A Monday after all the Holi revelry and out pours the Holi musings.
Indians love for festivals and their grandiosity at the peek of the festival are so exhilarating. And amongst all the festivals our family’s all time favourite is Holi.
Personally I think this festival was conceptualized keeping children in mind and/or ensuring adults become children for a few hours. Historically its about good prevailing over evil, it marks the onset of spring and its colourful to the hilt. It’s all about colour and if we look around Mother Nature is busy doing just that as spring and summer approach. The landscape becomes bright with blooming flowers all the while the warm sun creating hues with the land.
Holi is a no fuss, crazy festival and perfect for children. Tell me a child who doesn’t love water and/or colours!
Peanut and Buttercup are no different. They love this festival and have been party to it ever since they were born. Interestingly they have always celebrated Holi with extended family (considering we live thousands of miles from our mother ship in the north, it becomes exciting to realize that whether by coincidence or not we have had family to celebrate this festival of colours).
Ofcourse with children one has to be prepared and not throw caution in the wind. So consciously or otherwise hubby and self have ensured the following –
- So far we have celebrated Holi in small gatherings with people we know. Small because it helps to keep an eye on the child and in our case we have two and familiar people don’t scare the children. Especially when everyone is looking like Bhoothnath, a familiar nose or twinkling eyes peering through that colourful face helps calm any child. Buttercup takes time to warm up to people, even familiar people (if she has not seen them for a couple of days). One Holi she insisted on keeping a very safe distance from all the hullabuloo and thank God her Dadi was around to comfort her. Buttercup would join us in our revelry and then go back to her safe zone with Dadi. Peanut and his older cousin were merrily standing right next to the big drums of water and apart from dipping themselves in buckets they would happily get smeared some colour by an aunt or uncle.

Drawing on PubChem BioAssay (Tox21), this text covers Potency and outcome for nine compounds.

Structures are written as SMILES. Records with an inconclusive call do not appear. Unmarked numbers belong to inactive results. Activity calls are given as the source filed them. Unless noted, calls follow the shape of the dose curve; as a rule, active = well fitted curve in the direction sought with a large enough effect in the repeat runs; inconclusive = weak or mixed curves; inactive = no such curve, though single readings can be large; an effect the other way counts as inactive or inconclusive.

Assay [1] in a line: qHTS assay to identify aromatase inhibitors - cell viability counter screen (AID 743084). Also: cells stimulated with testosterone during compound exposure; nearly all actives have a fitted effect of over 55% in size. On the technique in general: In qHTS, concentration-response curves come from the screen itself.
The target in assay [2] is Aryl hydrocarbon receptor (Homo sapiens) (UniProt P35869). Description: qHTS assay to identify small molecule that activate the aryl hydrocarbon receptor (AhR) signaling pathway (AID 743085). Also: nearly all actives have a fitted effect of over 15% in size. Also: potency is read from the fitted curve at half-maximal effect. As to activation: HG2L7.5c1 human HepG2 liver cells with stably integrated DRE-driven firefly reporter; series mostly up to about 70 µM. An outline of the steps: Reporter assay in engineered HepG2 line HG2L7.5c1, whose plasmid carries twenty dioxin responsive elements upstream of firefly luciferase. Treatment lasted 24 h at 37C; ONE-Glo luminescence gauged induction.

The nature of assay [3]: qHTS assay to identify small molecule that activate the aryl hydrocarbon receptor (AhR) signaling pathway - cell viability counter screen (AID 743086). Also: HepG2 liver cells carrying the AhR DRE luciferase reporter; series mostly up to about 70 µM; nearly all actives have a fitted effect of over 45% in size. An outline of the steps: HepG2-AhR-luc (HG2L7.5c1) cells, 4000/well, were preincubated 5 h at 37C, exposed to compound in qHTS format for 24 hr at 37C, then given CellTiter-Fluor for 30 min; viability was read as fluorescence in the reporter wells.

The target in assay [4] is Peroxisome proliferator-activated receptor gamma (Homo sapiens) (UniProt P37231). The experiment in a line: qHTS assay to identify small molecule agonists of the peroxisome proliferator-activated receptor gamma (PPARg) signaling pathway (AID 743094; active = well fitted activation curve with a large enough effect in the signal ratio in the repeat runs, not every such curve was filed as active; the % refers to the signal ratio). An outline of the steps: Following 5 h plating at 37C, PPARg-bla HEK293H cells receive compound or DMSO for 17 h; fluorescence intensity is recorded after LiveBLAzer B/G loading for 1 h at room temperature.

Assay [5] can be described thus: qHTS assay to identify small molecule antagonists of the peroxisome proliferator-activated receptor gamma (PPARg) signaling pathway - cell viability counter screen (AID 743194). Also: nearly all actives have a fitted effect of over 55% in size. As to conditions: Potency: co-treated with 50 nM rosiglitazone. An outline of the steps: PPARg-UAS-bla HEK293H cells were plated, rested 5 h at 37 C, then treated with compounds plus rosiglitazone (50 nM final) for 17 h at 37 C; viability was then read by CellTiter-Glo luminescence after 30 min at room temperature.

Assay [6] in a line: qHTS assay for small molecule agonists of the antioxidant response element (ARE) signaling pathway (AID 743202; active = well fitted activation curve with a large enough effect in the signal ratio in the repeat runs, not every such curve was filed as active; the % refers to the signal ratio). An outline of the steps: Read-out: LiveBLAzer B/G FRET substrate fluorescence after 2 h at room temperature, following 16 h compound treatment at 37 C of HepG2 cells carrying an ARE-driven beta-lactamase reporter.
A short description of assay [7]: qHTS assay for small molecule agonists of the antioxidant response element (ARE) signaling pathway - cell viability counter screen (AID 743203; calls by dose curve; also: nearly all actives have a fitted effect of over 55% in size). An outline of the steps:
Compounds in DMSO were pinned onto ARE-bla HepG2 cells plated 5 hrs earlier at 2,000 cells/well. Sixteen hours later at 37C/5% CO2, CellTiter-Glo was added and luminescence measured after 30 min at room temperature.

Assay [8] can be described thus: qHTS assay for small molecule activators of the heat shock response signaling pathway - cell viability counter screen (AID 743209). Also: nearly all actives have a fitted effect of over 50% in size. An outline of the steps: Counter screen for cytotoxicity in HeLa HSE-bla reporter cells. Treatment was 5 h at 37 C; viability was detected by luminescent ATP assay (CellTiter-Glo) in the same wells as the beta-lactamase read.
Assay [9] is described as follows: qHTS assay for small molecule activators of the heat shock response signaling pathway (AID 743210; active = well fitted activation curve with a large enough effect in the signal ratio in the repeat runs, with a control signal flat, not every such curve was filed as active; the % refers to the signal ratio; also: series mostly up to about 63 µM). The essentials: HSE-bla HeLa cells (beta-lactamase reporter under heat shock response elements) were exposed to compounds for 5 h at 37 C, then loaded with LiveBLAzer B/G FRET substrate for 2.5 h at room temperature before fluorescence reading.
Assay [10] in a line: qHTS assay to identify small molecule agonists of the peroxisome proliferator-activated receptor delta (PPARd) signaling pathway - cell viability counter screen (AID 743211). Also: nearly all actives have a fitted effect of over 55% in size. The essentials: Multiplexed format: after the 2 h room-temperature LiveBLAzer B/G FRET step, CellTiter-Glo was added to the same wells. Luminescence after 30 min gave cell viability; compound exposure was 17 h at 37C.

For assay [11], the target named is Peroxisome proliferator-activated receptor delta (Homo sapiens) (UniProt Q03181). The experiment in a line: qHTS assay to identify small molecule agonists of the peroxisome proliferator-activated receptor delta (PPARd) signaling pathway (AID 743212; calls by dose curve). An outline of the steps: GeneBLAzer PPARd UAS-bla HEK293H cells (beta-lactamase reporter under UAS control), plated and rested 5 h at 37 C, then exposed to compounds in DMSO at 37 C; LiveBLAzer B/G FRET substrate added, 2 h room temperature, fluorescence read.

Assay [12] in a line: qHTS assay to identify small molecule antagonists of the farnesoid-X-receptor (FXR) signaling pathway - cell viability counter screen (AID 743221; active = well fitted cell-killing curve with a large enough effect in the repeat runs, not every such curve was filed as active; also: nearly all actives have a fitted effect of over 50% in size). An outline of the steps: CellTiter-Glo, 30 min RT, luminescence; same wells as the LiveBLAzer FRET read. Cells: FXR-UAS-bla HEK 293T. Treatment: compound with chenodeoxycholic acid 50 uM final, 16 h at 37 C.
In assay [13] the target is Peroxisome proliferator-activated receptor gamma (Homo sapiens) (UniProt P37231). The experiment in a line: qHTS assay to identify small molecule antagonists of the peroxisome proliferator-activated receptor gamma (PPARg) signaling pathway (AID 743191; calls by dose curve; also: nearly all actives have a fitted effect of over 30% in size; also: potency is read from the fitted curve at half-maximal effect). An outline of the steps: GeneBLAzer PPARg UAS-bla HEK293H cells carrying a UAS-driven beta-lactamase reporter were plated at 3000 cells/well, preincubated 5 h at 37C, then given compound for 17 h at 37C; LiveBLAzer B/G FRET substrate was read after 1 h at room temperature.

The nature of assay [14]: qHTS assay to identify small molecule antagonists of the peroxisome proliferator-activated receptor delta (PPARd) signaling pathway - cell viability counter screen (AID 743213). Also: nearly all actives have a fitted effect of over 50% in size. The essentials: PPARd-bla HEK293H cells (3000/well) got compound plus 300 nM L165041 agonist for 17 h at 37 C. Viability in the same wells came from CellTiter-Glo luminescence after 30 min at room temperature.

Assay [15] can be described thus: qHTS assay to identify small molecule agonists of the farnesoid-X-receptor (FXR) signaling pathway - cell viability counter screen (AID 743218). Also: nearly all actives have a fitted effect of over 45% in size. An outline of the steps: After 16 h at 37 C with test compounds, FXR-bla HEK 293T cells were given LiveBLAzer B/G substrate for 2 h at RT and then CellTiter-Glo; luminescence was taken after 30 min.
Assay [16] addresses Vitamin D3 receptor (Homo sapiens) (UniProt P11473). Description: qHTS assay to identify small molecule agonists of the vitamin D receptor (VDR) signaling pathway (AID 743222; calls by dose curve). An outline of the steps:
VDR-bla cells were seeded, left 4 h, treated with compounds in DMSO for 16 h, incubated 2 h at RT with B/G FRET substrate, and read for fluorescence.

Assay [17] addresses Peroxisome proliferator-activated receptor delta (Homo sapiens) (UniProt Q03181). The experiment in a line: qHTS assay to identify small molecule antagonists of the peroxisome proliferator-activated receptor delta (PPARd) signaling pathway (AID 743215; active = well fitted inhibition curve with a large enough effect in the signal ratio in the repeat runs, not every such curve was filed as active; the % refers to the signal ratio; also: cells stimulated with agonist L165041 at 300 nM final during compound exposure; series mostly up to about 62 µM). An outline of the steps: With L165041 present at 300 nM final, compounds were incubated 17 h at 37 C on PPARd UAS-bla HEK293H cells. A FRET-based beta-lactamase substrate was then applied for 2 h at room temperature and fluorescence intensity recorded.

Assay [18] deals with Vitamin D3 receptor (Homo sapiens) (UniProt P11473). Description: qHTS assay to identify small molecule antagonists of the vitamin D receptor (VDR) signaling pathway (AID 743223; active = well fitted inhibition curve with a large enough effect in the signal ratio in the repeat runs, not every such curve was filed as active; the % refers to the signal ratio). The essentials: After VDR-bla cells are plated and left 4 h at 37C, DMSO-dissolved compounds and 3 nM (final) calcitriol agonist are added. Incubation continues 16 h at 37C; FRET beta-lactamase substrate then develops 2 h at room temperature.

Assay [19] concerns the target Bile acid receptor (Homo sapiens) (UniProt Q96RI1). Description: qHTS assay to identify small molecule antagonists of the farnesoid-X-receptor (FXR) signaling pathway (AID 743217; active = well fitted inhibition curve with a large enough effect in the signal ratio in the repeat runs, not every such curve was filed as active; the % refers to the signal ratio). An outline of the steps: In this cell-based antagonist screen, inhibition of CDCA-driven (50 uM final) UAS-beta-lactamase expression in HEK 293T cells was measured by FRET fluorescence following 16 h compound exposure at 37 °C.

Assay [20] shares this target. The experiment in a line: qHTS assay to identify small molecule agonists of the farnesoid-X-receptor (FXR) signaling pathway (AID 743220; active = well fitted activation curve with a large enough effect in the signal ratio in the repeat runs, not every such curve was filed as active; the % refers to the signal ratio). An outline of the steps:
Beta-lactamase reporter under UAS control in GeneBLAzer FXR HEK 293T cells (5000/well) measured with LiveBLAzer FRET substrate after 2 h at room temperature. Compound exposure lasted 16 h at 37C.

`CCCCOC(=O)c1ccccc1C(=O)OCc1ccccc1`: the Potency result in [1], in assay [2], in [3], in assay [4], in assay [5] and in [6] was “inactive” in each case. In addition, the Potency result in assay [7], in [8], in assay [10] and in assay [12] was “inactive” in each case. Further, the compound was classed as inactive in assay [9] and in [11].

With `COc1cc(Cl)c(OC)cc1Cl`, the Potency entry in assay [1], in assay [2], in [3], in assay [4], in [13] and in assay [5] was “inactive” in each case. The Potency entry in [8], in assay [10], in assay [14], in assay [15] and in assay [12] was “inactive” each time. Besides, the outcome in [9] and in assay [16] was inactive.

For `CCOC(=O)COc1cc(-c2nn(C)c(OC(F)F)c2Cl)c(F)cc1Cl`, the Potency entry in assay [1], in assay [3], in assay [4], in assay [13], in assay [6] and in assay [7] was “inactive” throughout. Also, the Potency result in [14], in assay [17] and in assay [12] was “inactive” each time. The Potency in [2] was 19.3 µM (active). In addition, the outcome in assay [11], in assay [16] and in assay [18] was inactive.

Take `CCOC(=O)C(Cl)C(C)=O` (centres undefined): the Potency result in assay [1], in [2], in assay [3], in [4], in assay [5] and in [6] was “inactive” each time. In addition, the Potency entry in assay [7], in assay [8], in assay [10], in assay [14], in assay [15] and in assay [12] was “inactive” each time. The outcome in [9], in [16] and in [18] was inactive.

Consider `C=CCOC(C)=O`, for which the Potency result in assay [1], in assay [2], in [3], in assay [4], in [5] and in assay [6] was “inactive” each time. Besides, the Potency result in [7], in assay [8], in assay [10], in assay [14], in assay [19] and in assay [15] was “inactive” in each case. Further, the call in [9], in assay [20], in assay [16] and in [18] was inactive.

- This can also be a very strange festival especially for shy children. What’s with all that touching, smearing and being playful suddenly? A day before we behave like adults and on this day we get all spirited and mischievous. While Peanut didn’t mind one bit, Buttercup needed help from us to acclimatize her towards Holi. At some point through all this revelry she has been seen bouncing from my soaking colourful lap to hubby’s soaking colourful lap to granny’s colorful lap or maasi’s arms. She left with a clean face but colourful bums!
- Sometimes it’s just that. These little ones of ours will gladly have colour everywhere but the moment it touches a part of their body like a face (maybe even just a nose), an arm, a leg – they will wail! Lets respect that and not push them. After all we want them to love this colourful festival and not feel threatened by it!
- And ofcourse use only organic colours. Its worth the money spent especially when it concerns the beautiful sensitive skins of our little ones.
The best part about Holi for our family is the bonding moment when we behave like children and play with them like we ourselves are children. We all need at least one day in a year to behave silly and let our guards down. And when the children see us enjoying the splash of colours and when we gently put colour on their little noses and round cheeks, that smile just widens and doesn’t leave their face. Peanut and Buttercup would celebrate Holi everyday if they could and so on Holi they have full freedom and a license to be their naughtiest best. Peanut could not believe that his mama was not just ok but inviting him to splash colour on her clothes!! After a few seconds of initial shock, with the biggest grin he doused us with heaps of colours. He just couldn’t stop grinning and laughing, all the while soaking in the merriment. He could not believe he could put colour on his clothes, face, hair and his parents would laugh at this antic.
Oh! What a Day!
Oh! What a Holi!